2014 Government Regulations & Business Summit
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What does your growth-minded small business have in common with Apple? Not much, perhaps, but here’s one thing: The multigazillion dollar tech company got early funding from a unique type of investment firm called a Small Business Investment Company – and so could you.
SBICs are high-powered but low-profile backers of small businesses, pumping more than $4 billion into small, growing firms, as well as some early-stage startups in the past year alone. They’ve been around for 54 years (surprise!) but most capital-seeking small businesses and startup entrepreneurs have never heard of them. So what gives?
For one thing, SBICs deliberately fly below the radar to avoid being inundated with funding requests. But SBICs are still on the lookout for high-potential small businesses to invest in, and the amount of money available to small companies via this channel has skyrocketed 85 percent in the last two years, setting all-time records. Not only is this an increasingly important funding source, it’s also an innovative, time-tested structure that marries some of the best features of private-equity money with government guarantees.
In part, that’s because of how they’re structured. For one thing, SBICs are licensed and regulated by the U.S. Small Business Administration (SBA). And the money they invest in small businesses – through equity investments, loans or both – comes from purely private sources plus capital raised with the help of SBA guarantees.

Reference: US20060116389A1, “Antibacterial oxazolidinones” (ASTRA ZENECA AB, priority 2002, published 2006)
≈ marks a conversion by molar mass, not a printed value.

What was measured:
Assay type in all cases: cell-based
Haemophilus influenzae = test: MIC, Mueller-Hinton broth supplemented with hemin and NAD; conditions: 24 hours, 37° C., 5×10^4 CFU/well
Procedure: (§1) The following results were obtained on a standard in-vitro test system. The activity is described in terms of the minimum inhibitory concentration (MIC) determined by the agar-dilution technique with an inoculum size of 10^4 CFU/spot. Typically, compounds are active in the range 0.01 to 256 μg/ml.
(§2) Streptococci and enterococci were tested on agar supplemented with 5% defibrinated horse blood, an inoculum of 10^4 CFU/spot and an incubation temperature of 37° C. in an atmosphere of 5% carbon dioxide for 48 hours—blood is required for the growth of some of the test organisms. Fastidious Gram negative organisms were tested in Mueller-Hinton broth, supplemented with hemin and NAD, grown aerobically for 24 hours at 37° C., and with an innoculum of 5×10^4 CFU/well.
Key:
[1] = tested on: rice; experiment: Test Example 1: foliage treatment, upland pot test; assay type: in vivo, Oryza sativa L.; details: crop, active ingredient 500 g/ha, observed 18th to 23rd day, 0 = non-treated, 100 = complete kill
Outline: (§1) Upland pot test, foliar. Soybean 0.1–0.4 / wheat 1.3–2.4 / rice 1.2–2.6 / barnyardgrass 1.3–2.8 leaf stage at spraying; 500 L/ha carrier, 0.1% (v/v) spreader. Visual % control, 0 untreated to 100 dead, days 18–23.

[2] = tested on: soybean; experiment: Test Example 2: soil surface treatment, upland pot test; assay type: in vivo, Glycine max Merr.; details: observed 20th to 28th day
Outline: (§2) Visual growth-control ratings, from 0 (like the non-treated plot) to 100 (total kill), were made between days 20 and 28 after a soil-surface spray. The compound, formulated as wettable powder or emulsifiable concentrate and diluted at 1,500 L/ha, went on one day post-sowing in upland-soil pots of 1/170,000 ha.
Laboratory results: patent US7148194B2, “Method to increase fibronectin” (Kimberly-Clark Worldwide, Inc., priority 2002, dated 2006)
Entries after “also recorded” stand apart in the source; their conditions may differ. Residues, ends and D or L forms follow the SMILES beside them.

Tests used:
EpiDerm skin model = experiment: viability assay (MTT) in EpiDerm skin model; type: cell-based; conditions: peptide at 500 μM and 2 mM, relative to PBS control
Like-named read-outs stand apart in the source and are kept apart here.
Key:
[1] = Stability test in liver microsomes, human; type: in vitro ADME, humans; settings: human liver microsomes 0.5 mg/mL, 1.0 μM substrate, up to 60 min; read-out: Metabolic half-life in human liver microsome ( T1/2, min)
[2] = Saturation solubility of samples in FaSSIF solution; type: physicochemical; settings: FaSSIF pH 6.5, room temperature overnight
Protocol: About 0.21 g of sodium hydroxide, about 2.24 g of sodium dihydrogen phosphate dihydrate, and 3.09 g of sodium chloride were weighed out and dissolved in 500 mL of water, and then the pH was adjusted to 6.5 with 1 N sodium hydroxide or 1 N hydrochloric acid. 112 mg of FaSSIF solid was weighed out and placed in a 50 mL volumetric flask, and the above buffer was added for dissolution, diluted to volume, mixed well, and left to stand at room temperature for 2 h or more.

The SBA backing has helped entice record levels of private capital to SBICs, and into small businesses – about $1 billion in the past 12 months. SBICs invest in a wide range of small-business types, including established firms with less than $1 million in revenue, as well as early-stage companies just under way. Because the SBA licenses them, SBICs must invest exclusively in small firms, with at least 25 percent of investments directed to businesses with under $2 million in after-tax income. Investments must be debt, equity or a combination of the two.
There’s a state-by-state directory of licensed SBICs on the SBA website at this address: www.sba.gov/content/sbic-directory. Or visit the main SBIC page at www.SBA.gov/INV and look for the “Small Business Owners & Entrepreneurs” section for more information and resources. That’s where you’ll find step-by-step guidance on seeking SBIC financing for your small business. •